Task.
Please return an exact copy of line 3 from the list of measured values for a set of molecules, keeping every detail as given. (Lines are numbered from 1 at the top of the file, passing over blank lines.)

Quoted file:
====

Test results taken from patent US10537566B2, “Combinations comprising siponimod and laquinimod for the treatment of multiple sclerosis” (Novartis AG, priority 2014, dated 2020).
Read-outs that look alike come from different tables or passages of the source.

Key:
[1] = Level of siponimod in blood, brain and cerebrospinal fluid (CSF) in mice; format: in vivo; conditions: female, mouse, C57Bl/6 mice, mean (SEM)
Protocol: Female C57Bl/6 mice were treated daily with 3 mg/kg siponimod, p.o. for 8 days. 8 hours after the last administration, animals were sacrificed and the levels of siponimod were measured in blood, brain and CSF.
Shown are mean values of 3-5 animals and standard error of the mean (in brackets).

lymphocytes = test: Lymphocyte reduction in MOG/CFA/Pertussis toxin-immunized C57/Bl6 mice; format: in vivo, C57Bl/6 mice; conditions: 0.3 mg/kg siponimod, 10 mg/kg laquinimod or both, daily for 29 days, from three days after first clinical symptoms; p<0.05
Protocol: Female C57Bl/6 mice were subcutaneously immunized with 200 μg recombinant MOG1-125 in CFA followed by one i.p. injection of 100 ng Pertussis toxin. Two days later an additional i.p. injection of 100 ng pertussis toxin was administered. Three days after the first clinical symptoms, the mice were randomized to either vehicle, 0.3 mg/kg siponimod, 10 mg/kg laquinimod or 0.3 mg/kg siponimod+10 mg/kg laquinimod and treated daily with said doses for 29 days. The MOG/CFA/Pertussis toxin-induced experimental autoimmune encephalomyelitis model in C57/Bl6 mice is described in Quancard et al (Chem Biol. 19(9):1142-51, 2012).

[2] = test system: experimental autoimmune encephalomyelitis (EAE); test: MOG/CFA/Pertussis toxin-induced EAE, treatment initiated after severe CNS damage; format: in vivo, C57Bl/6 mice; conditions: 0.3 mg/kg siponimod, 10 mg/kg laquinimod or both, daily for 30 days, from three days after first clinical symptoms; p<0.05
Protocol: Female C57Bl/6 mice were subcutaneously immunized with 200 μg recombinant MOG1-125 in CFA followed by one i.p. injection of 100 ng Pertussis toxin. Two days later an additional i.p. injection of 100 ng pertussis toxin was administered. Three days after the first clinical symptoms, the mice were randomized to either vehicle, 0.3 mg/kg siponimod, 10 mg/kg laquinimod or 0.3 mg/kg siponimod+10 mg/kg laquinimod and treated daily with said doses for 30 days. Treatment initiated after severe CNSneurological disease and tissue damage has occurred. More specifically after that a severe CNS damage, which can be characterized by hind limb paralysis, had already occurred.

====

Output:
Key: